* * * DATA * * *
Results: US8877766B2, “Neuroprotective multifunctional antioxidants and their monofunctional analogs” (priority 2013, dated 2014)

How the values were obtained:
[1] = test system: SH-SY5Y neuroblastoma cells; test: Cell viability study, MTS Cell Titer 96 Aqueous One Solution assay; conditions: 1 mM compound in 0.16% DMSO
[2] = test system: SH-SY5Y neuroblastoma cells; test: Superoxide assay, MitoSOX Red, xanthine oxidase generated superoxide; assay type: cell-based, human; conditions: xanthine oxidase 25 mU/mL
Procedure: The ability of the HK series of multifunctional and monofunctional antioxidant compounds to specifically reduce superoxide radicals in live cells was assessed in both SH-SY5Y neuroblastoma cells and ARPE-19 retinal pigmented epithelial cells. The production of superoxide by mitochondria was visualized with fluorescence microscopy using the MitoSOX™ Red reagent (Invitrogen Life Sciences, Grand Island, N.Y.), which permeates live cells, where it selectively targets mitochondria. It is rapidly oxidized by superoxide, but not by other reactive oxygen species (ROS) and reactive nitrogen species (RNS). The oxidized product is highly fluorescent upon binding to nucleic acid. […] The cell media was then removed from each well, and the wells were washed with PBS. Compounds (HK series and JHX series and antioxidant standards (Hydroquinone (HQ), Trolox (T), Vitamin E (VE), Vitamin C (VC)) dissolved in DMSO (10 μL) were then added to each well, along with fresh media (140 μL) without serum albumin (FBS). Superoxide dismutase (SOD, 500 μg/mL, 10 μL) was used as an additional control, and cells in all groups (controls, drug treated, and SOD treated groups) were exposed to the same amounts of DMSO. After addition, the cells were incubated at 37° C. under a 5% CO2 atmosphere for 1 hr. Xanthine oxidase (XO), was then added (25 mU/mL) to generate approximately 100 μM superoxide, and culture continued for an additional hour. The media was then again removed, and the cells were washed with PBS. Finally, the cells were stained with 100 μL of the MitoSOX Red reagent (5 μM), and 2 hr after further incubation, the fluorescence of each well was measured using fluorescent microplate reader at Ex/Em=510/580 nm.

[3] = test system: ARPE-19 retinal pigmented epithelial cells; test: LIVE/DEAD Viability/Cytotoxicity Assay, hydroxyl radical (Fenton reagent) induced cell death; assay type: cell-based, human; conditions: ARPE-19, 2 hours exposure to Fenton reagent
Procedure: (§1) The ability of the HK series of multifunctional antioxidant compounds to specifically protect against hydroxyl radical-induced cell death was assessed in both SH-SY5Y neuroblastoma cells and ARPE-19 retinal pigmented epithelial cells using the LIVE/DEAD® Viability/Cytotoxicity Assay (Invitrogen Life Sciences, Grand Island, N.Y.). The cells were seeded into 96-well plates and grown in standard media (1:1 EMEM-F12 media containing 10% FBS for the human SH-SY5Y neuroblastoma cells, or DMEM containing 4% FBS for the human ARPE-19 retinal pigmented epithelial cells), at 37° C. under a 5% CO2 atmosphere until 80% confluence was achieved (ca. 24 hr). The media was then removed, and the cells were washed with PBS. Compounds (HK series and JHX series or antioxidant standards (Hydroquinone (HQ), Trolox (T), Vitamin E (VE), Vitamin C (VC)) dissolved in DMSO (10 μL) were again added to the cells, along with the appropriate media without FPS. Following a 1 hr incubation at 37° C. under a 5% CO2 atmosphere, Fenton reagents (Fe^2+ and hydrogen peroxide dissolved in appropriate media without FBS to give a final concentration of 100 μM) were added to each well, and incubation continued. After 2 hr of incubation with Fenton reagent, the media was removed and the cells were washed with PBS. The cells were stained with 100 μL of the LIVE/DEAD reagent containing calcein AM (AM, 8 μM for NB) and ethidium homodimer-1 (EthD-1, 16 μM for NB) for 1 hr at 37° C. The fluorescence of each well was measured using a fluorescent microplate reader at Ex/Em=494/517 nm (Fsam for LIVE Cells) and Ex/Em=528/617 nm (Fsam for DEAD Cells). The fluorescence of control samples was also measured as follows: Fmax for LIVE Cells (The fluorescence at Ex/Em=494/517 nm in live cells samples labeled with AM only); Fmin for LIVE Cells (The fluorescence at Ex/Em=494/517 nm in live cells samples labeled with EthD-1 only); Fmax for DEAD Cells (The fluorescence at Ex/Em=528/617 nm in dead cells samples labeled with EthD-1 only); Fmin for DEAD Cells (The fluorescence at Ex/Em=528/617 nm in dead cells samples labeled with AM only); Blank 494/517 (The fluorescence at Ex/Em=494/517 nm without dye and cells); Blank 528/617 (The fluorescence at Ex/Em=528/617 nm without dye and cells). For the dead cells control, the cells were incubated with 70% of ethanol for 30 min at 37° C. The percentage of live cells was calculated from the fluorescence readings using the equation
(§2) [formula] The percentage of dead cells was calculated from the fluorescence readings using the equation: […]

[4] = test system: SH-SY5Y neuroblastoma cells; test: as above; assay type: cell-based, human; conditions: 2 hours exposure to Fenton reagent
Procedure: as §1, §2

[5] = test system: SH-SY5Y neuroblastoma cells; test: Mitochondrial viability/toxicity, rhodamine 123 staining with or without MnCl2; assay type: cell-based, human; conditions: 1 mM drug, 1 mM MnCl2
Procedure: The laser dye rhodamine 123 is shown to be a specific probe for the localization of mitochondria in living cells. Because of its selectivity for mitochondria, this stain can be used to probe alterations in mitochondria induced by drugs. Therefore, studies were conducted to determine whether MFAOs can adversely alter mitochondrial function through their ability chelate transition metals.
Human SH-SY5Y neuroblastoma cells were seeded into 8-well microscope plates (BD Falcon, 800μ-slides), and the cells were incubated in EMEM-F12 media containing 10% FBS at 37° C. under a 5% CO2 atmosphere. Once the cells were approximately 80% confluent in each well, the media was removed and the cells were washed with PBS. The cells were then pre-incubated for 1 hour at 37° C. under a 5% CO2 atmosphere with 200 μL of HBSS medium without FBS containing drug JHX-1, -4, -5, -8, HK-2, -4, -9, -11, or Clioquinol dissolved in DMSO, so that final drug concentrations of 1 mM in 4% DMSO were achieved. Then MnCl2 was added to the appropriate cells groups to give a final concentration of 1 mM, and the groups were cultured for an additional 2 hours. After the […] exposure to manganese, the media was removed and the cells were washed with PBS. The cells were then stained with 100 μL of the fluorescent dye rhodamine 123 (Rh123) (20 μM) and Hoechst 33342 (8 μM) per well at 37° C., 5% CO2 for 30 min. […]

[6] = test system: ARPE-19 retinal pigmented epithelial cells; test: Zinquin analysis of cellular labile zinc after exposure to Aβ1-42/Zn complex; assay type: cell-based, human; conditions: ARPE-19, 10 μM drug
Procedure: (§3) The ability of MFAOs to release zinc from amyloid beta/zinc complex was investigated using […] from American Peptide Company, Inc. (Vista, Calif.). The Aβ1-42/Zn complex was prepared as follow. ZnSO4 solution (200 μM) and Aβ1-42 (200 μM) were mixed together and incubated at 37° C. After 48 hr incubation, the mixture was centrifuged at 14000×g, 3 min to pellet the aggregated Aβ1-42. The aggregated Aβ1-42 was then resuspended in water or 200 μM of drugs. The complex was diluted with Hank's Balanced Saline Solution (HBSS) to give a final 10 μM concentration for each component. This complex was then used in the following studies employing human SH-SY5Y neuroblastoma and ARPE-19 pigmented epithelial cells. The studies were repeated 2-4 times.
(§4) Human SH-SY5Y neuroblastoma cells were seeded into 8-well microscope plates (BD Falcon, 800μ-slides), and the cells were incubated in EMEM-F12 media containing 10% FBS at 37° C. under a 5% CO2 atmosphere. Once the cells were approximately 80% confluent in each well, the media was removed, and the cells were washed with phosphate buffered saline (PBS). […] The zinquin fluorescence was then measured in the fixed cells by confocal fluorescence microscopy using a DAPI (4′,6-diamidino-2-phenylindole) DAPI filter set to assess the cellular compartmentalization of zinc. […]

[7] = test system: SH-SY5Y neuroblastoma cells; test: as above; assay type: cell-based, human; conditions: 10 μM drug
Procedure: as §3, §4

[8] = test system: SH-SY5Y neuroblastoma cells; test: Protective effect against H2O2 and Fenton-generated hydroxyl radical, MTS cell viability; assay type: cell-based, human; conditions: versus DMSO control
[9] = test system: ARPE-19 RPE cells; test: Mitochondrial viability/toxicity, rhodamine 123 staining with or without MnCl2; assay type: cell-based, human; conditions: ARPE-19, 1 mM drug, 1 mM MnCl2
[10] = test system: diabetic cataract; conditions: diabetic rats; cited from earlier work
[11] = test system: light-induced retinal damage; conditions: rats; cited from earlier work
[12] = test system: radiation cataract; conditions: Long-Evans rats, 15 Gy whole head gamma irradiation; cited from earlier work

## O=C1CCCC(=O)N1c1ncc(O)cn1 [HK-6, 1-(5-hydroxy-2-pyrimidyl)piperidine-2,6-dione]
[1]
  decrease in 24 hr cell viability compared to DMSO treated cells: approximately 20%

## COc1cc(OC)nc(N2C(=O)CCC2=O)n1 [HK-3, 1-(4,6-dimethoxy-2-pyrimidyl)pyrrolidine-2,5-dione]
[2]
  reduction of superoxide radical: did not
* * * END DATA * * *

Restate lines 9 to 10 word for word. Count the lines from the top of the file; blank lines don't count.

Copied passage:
[4] = test system: SH-SY5Y neuroblastoma cells; test: as above; assay type: cell-based, human; conditions: 2 hours exposure to Fenton reagent
Procedure: as §1, §2